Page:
I for One Will Miss the 70 Duane Reades That Closed This Year

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“What would New York City be without Metro PCS?” This is not, of course, a thing anyone would ever really say, even considering the fact that 134 locations of the prepaid-mobile-phone-card dealer closed in the city in 2020. They are joined in their disappearance by myriad other national and regio... More »

Curbed | Love where you live

Pour one out for the 1,000-plus chain stores that closed in New York City this year. Photo: Oliver Morris/Getty Images

“What would New York City be without Metro PCS?” This is not, of course, a thing anyone would ever really say, even considering the fact that 134 locations of the prepaid-mobile-phone-card dealer closed in the city in 2020. They are joined in their disappearance by myriad other national and regional retailers — 70 Duane Reades, 21 SoulCycles, 15 Mattress Firms — all detailed in a December report issued by the Center for an Urban Future. According to the organization, there’s been a 13 percent decline this year in the number of chain stores throughout the five boroughs. The closures have mostly been concentrated in Manhattan and constitute by far the largest year-over-year drop that CUF has recorded in its 13 years of doing these reports. Clearly, behemoths like Duane Reade (which is owned by Walgreens) are not up against the kind of long-term survival odds as, say, a De Luca General Store or even a Century 21 — and it’s worth noting that the report’s listing has a whole category for businesses that are only “temporarily closed,” indicating some kind of COVID-related purgatory. And in the meantime, who’s really going to miss the Goliaths anyway?

I will, for one. These chains have, for better or worse, become part of the city’s DNA, particularly the ones that were born right here: The Duane Reades, even after the company was acquired, were a steady presence on every other corner, reliably gleaming and open 24 hours; the New York Sports Clubs (minus 26); the Golden Krusts (minus 5); the Jimmy Jazzes (minus 26); the Key Foods (minus 7). They were unfancy retailers in a too upscale city, and they were, in a word, useful.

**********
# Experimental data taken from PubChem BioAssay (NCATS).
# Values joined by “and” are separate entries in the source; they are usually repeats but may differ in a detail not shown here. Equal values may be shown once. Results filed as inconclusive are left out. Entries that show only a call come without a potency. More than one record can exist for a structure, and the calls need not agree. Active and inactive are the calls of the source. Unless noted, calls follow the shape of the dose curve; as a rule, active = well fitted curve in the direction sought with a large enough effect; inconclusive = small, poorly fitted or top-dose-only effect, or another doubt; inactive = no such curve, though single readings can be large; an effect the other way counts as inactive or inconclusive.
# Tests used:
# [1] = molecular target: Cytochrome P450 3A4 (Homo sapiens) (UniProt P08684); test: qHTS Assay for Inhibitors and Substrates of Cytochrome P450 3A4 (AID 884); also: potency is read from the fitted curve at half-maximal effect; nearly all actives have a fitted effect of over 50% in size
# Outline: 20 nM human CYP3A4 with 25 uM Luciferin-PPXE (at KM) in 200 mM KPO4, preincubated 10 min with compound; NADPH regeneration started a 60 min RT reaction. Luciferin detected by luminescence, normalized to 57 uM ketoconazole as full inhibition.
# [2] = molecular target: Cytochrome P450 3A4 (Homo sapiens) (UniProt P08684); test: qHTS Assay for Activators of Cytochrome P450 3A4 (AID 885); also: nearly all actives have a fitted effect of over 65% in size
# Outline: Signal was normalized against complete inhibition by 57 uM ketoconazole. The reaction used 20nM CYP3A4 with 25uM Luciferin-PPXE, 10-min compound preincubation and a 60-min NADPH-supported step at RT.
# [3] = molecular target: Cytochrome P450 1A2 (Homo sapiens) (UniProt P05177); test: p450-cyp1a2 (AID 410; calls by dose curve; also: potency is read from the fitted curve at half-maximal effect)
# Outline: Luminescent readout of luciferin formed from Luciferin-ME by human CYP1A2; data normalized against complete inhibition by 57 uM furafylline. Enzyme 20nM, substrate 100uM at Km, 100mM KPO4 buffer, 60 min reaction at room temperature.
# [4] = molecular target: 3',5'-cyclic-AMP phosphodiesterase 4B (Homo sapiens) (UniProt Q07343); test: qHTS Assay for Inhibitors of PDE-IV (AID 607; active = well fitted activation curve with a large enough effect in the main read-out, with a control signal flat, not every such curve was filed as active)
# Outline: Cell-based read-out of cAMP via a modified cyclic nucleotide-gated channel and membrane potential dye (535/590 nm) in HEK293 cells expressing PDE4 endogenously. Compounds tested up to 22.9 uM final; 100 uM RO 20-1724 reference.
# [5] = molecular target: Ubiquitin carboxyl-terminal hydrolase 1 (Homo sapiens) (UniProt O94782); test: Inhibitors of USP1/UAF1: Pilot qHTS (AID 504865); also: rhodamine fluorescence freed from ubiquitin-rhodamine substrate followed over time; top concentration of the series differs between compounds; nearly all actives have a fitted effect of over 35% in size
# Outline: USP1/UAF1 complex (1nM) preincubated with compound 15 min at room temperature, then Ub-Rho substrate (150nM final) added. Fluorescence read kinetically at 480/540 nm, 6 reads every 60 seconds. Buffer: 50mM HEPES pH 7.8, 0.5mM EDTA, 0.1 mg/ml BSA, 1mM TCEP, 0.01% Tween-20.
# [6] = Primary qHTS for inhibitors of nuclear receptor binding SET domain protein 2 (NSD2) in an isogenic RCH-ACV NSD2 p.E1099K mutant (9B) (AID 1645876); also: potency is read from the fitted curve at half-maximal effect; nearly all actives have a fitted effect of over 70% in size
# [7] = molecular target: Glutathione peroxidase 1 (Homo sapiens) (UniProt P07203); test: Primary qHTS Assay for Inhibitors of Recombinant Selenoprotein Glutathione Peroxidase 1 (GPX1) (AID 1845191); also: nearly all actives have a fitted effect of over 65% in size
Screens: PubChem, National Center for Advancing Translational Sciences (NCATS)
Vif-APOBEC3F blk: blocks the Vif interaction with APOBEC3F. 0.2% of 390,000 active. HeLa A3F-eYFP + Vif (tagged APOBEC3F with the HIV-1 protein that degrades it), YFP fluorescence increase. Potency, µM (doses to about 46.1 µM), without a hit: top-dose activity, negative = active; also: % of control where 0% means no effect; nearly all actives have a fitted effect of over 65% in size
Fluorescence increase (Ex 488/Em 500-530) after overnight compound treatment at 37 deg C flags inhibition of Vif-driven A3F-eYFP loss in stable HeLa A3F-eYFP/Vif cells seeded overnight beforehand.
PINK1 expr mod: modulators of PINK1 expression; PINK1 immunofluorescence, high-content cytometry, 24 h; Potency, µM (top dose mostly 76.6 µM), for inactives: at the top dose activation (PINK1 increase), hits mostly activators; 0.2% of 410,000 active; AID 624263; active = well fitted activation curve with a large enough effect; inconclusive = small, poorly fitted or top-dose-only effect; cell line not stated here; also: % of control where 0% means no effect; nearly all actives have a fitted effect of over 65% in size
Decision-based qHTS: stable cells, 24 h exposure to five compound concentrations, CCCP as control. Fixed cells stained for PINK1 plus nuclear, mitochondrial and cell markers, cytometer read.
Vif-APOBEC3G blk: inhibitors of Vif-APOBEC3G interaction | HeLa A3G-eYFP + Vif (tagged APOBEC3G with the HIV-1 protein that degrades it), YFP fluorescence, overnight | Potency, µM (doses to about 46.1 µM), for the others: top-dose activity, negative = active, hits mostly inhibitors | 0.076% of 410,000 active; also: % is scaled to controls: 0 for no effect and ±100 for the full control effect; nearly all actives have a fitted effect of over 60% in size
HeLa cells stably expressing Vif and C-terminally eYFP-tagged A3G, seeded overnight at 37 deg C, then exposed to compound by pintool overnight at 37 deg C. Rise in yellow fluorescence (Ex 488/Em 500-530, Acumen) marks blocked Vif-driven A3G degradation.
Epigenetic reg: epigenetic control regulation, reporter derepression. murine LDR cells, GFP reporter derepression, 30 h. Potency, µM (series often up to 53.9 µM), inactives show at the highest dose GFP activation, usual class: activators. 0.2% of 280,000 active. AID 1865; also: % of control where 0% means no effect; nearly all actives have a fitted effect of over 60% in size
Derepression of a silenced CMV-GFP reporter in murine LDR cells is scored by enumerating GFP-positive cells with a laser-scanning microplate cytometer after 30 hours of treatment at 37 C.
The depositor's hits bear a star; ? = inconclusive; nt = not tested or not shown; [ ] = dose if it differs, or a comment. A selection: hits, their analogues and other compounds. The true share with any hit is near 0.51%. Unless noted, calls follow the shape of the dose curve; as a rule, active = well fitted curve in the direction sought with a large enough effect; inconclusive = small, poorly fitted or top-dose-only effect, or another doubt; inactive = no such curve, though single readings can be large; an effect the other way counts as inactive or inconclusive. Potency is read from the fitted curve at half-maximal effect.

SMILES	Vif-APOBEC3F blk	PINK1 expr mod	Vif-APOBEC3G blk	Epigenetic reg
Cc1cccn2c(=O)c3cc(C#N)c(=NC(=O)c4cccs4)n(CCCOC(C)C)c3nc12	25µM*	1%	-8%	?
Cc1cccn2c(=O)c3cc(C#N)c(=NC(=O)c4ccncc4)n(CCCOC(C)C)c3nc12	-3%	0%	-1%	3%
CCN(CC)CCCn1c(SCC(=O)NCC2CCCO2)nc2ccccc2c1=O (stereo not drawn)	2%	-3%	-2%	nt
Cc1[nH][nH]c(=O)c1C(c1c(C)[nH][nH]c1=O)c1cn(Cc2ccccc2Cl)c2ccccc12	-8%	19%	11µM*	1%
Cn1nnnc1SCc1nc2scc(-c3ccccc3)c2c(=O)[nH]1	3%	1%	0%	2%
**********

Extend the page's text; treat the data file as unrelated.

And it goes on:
Sure, none of these Everywhere stores quickened a shopper’s pulse like an outing to a less predictable trove such as Maha Rose or In God We Trust (RIP to both). But damn if it wasn’t convenient to be able to stop at Papyrus (minus 22) on the way to your anniversary dinner and pick up a card for your partner, no matter what the chosen neighborhood for the meal might’ve been that year. And, hey, eventually you might’ve actually needed a baseball glove from Modell’s, whose first outpost opened on Cortlandt Street in 1889, and when that day came, it would be just over there — or at any number of its 43 storefronts that have gone dark in 2020.

Not that we’re dining out or finding too many new reasons to shop. But obviously what’s kept us going in these times is the promise of an eventual return to “normal.” How normal is it going to feel when we head out as a group of freshly vaccinated co-workers ready to settle for a fast lunch of Pret a Manger, only to discover that even Pret is gone? Sixteen of its locations shuttered this year. Yes, a chain store is sometimes annoying, but it grows less annoying if you come to rely on it. And an empty storefront — deserted and dark for one or two or three years, or even longer — is a lot worse. No sweet local business is likely going to come in to replace it at this point — the chains won that competition a long time ago; they’re all we have now. Or so we thought.


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